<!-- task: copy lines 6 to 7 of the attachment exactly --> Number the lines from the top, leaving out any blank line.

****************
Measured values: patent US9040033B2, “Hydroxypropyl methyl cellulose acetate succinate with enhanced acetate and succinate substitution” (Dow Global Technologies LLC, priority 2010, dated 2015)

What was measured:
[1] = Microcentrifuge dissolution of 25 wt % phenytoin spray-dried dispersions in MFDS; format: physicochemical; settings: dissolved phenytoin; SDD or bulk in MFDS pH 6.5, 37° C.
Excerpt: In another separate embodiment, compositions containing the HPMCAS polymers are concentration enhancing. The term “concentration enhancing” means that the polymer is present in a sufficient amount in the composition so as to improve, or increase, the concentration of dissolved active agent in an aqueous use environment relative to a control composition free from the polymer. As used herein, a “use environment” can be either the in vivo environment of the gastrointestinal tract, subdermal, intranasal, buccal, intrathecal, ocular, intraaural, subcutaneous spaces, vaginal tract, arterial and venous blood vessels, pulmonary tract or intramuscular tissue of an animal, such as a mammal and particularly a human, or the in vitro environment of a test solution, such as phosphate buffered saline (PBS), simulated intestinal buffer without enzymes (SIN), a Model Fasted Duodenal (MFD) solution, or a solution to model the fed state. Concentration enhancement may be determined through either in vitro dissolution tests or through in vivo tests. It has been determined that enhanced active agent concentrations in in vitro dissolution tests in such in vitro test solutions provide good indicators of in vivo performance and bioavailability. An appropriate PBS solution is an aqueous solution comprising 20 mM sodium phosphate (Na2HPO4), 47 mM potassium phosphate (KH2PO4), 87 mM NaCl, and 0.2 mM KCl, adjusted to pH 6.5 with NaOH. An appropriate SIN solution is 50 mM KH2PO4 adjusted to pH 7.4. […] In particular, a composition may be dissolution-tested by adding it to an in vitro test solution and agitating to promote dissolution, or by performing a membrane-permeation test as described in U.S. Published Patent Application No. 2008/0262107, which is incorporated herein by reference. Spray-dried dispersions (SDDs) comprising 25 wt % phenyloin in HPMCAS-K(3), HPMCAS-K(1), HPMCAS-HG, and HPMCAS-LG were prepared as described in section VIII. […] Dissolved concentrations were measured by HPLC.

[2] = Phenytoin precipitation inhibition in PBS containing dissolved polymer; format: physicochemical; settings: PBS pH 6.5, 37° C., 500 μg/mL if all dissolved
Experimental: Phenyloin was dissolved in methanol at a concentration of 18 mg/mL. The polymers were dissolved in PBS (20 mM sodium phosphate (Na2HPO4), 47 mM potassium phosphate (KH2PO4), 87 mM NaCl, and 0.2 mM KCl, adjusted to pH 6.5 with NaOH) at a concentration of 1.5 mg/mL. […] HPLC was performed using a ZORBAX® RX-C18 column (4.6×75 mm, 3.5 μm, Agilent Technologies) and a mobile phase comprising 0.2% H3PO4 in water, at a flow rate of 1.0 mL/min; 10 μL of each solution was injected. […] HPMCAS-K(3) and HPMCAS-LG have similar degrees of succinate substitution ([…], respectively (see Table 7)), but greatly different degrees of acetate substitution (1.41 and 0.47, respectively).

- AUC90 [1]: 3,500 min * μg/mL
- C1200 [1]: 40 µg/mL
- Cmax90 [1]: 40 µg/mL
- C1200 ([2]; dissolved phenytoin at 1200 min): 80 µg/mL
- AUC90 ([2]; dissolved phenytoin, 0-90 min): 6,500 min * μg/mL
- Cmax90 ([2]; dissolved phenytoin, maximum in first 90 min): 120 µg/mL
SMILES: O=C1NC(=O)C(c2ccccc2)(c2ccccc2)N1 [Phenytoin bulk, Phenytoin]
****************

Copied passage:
Experimental: Phenyloin was dissolved in methanol at a concentration of 18 mg/mL. The polymers were dissolved in PBS (20 mM sodium phosphate (Na2HPO4), 47 mM potassium phosphate (KH2PO4), 87 mM NaCl, and 0.2 mM KCl, adjusted to pH 6.5 with NaOH) at a concentration of 1.5 mg/mL. […] HPLC was performed using a ZORBAX® RX-C18 column (4.6×75 mm, 3.5 μm, Agilent Technologies) and a mobile phase comprising 0.2% H3PO4 in water, at a flow rate of 1.0 mL/min; 10 μL of each solution was injected. […] HPMCAS-K(3) and HPMCAS-LG have similar degrees of succinate substitution ([…], respectively (see Table 7)), but greatly different degrees of acetate substitution (1.41 and 0.47, respectively).

- AUC90 [1]: 3,500 min * μg/mL